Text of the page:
But you be not called Rabbi: for one is your Teacher, even Christ; and all you are brothers.
Read Chapter 23
George Leo Haydock
One is your master, or teacher, who is the Christ, and under him one vicar, the successor of St. Peter, with whom all Catholic teachers are one, because they all teach one and the same doctrine in every part of the Christian world; whereas in the multiplicity of modern sects, which are every day dividing and subdividing into fresh sects, no two leaders can be found teaching in all points exactly the same tenets; as each is not only allowed, but expected to follow his own private spirit, and to build his creed upon his own interpretation of Scripture. (Haydock)
The other things then He carried no further than to accuse them, as being small and trifling, and as though His disciples needed not at all to be corrected about these matters; but what was a cause of all the evils, even ambition, and the violent seizing of the teacher's chair, this He brings forward, and corrects with diligence, touching this vehemently and earnestly charging them.
For what says He? But be not ye called Rabbi. Then follows the cause also; For one is your master, and all you are brethren; Matthew 23:8 and one has nothing more than another, in respect of his knowing nothing from himself. Wherefore Paul also says, For who is Paul, and who is Apollos, but ministers? 1 Corinthians 3:5 He said not masters. And again, Call not, father, Matthew 23:9 not that they should not call, but they may know whom they ought to call Father, in the highest sense. For like as the master is not a master principally; so neither is the father. For He is cause of all, both of the masters, a...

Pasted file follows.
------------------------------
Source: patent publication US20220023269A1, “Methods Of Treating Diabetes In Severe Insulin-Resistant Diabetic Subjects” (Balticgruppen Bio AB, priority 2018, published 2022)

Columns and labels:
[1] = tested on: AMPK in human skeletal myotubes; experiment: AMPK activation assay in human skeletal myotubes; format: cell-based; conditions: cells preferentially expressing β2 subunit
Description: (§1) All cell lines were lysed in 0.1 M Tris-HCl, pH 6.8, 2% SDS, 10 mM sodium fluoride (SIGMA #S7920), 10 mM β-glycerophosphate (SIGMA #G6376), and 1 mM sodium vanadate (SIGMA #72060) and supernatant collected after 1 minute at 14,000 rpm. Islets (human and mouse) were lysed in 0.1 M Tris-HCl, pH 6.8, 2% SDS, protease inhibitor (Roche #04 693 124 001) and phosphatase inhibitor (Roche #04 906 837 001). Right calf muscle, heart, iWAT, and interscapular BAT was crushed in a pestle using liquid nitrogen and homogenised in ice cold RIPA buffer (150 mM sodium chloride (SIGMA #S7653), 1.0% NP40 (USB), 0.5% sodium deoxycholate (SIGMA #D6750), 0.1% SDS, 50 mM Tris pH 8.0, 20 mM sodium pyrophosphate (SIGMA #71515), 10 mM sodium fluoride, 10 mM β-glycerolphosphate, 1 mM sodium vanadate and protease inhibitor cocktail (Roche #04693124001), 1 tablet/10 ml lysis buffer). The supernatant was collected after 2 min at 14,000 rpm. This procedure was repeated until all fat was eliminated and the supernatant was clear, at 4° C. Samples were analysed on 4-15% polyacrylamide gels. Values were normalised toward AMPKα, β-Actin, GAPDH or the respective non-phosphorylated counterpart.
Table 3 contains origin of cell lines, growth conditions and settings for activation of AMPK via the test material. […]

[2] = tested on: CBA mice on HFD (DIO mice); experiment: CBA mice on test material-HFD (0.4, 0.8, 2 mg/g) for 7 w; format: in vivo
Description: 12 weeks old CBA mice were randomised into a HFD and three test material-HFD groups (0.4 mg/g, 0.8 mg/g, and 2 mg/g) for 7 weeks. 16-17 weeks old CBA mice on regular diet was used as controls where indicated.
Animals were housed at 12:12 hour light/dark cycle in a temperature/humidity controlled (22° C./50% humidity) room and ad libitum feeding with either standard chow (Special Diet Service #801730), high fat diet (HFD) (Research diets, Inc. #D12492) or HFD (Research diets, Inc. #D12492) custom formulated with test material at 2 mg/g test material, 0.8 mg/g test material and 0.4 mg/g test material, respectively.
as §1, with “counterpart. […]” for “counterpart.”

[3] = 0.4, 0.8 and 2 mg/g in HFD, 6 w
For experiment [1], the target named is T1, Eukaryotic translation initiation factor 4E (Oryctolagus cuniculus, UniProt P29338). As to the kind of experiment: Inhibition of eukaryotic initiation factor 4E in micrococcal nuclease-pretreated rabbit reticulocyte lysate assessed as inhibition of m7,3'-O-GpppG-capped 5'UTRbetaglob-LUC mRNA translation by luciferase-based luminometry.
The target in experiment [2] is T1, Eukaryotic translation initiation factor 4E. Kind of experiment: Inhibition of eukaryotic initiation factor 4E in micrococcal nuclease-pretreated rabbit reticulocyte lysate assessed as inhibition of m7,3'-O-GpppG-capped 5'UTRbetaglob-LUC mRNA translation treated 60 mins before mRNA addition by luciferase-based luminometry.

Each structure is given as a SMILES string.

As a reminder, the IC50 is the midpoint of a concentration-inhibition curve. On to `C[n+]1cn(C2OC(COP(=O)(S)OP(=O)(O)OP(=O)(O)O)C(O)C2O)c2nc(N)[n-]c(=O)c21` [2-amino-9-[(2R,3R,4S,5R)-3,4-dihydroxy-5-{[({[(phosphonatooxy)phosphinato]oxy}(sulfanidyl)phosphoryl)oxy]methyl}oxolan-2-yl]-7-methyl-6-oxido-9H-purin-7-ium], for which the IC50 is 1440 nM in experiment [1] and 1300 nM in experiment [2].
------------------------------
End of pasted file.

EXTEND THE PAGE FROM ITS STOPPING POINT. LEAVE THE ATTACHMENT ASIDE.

“You are not to be called rabbi, for you have one teacher, and you are all brothers.” One has nothing more than another. For in respect to his knowledge he knows nothing from himself. This is why Paul says, “For who is Paul, and who is Apollos, but ministers?”—not masters. Again, “call no man your father.” This is said in order that they may know whom they ought to call Father in the highest sense. It is not said frivolously as if no one should ever be called father. Just as the human master is not the divine Master, so neither is the father the Father who is the cause of all, both of all masters and of all fathers. The Gospel of Matthew, Homily